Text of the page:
or Connect
New Posts  All Forums:Forum Nav:

Getting the edge?

post #1 of 9
Thread Starter 

How do you get the edge of the ski into the snow for turns?  Just read the post on carving and steering.   Should the boot be flexible?  Mine are very stiff.

 

Thanks!

post #2 of 9

Stand in the kitchen in your boots.  Tip both boots to the left, so you are standing on the left edges of your boots with air under the right sides.

If the boots were clicked into the bindings, the skis would be edged, with the left sides pressed into the snow and air under the right sides.

 

You can tip the boots by tipping your ankles sideways.

You can tip the boots by sticking your hip out to the side.

You can combine these.
There's more to this; I hope this simple explanation helps get the idea across.


Was this what you were asking about?

post #3 of 9

Tilting is how you get a ski on edge.  I suggest practicing by putting on your boots only and tilting your feet in front of a mirror.  You should be standing with your knees fairly bent and your feet less than shoulder width apart.  If you can't tilt your feet, your legs may be too fare apart.   

post #4 of 9
Thread Starter 

Thank you!!  I will practice in the safety of my own home. :rotflmao: Maybe it will be easier to do on the slopes if I have it engrained first.

post #5 of 9

There is a ski training aid that can help you feel the motions needed to control skis.  It's called the SkiA Sweetspot.  I started using the Sweetspot while after recovering from a knee injury.  It's proved to be very helpful to improve my skiing in general.

 

post #6 of 9
Thread Starter 

Thanks!  Gosh, being on this forum has helped me considerably!  Everyone is so encouraging.   I have never heard of the SkiA sweetspot.   thanks for the idea and the video.  I will definitely get it.

 

thanks again!!!

post #7 of 9

The tipping sensation  with the SkiA's  on flat surface is a bit different than on a downhill surface.  Seems like  a  different sweet spot balance point like a actual ski hill.   I suggest trying it on a ramp inside with boots on and on a hill outdoors with the ski boots & skis on.  

 

I noticed more of a forefoot pressure and other leg functions  on a downhill like sloped  surface just like skiing.  Really works the tipping and balancing movements.  It is handy to use ski poles for balance in the beginning.

post #8 of 9
Quote:
Originally Posted by carvequest View Post
 

The tipping sensation  with the SkiA's  on flat surface is a bit different than on a downhill surface.  Seems like  a  different sweet spot balance point like a actual ski hill.   I suggest trying it on a ramp inside with boots on and on a hill outdoors with the ski boots & skis on.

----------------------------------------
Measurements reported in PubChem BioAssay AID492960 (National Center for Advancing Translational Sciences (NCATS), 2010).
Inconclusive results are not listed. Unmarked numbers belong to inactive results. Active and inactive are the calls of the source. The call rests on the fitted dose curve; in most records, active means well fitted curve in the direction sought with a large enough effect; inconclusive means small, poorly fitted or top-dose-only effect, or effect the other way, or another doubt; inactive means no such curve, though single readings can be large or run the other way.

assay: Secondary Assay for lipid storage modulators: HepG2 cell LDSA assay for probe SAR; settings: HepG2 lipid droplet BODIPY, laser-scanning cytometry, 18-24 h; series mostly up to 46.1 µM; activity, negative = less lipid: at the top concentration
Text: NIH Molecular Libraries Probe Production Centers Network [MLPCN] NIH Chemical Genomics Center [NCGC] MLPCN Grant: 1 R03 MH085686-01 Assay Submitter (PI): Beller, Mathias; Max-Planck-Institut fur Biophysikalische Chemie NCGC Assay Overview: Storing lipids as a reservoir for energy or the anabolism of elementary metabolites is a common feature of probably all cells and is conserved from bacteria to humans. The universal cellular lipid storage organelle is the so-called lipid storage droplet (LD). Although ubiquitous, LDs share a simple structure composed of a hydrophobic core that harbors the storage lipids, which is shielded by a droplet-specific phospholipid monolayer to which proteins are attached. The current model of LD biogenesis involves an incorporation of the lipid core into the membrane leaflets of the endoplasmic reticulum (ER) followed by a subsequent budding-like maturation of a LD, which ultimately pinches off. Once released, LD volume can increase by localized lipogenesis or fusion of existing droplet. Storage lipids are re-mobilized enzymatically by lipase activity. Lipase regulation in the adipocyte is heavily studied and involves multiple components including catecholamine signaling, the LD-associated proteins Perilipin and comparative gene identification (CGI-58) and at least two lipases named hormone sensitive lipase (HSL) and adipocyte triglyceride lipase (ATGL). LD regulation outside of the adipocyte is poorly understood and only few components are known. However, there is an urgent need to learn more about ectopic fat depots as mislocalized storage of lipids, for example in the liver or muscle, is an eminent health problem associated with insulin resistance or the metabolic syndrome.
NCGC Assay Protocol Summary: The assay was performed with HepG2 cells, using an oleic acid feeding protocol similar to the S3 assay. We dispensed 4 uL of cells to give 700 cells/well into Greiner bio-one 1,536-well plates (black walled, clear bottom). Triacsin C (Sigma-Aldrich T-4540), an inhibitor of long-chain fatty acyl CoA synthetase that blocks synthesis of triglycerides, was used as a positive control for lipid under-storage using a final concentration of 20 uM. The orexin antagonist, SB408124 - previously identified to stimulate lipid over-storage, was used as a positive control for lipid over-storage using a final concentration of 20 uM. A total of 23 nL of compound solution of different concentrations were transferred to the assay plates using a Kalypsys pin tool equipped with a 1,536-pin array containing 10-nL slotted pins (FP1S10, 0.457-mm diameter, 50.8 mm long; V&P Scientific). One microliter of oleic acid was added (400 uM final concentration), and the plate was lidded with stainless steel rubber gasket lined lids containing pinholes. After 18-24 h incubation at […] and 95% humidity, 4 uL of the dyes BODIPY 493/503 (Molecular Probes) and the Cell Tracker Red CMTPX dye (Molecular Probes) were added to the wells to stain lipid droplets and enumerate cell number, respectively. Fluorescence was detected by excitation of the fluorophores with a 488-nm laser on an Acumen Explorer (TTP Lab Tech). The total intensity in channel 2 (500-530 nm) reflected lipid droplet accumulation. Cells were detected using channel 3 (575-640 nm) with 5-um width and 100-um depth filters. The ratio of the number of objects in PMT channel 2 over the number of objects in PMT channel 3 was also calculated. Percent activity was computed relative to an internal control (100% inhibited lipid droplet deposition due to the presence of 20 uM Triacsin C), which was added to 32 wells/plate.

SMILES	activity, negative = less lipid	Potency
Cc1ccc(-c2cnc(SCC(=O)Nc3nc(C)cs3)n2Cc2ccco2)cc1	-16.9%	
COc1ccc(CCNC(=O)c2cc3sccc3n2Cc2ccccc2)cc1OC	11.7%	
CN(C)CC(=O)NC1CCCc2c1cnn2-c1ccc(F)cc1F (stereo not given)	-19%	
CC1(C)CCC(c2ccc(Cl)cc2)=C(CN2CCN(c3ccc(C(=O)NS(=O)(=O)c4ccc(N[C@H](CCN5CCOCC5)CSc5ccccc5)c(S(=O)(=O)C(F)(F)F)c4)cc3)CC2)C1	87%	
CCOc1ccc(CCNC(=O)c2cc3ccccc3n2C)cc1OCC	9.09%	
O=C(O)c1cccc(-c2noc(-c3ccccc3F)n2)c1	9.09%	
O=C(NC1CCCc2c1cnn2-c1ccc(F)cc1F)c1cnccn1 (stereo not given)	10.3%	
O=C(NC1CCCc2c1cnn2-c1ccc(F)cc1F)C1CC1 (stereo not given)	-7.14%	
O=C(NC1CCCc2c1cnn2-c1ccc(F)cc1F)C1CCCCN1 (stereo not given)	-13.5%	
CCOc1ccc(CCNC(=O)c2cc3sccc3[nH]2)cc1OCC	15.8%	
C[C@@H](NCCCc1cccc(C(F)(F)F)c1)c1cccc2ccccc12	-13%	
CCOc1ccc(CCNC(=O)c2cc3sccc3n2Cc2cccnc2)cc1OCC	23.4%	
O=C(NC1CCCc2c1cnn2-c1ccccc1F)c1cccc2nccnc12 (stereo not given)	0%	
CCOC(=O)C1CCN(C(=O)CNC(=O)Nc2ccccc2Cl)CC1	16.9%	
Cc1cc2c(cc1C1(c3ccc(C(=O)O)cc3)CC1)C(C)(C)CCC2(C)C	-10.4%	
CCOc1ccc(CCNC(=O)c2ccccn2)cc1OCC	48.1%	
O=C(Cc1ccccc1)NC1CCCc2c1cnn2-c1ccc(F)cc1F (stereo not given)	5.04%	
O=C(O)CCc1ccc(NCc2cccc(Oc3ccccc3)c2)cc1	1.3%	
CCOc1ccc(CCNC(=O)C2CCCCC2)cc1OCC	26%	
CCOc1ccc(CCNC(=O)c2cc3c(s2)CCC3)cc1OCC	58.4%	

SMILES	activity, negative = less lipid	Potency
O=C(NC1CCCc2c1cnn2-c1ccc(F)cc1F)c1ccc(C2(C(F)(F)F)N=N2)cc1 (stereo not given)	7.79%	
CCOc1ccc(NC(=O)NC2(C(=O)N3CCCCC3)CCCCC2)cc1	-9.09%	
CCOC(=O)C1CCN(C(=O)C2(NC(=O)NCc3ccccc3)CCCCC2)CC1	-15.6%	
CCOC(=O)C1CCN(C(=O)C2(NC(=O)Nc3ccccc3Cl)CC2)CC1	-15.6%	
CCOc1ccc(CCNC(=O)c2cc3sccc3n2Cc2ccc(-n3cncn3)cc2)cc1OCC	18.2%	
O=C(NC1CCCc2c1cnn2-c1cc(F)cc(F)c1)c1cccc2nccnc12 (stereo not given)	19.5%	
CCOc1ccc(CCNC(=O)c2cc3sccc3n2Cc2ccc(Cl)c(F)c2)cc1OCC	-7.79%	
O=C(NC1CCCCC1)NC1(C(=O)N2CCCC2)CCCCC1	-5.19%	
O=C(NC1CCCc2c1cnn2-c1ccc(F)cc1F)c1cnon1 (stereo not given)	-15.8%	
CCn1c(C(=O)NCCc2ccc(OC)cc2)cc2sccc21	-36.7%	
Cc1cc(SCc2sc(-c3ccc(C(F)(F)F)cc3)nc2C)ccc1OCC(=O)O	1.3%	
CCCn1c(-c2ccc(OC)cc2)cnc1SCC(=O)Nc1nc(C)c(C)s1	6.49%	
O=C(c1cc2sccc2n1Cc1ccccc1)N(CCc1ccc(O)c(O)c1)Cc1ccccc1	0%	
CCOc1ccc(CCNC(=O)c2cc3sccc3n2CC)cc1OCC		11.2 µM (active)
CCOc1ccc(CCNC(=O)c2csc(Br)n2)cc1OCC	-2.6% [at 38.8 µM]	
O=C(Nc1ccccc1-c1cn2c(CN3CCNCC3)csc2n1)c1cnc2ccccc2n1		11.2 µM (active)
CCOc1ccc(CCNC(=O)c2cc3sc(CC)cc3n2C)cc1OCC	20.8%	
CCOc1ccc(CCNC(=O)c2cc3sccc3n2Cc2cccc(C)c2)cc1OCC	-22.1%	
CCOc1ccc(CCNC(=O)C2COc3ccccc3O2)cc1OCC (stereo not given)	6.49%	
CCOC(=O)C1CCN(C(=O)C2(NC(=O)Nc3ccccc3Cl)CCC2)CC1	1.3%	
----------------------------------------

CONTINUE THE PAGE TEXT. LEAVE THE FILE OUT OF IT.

I noticed more of a forefoot pressure and other leg functions  on a downhill like sloped  surface just like skiing.  Really works the tipping and balancing movements.  It is handy to use ski poles for balance in the beginning.

I think for a beginner, better to start on a flat surface.  One of the goals is to build confidence.  That's easier to do when keeping the exercise as simple as possible initially.  That can mean sticking with the green blocks for quite a while before moving to the next size (blue).  Just as it's better to master turning and stopping skills on green slopes before moving to blues.

post #9 of 9

The thing you cannot do is abruptly get on edge.  Nor get on an edge late in the turn.  You'll skid.

 

You need to roll your ankles on to the edge smoothly and very early in the turn.  You finish one turn by rolling to the new edge for the next turn and simultaneously pull both feet behind to to engage the ski tips in the snow.  Start on an easy slope where you won't get going too fast.  You can work on edging and riding the edges around the turn without being concerned about speed.  You want to be able to balance on the inside edge of the outside ski in each turn with very little weight (10% or less) on the inside ski.  Your feet need to be walking-width apart.  With your boots on at home on a hard floor, try edging with your feet wide apart, then close together.  Wide apart works very poorly.

 

Stiff boots are better.  They give you something to work against when you need to re-center.  Stiff boots transfer your movements to the skis much more quickly.

New Posts  All Forums:Forum Nav:
  Return Home
  Back to Forum: Beginner Zone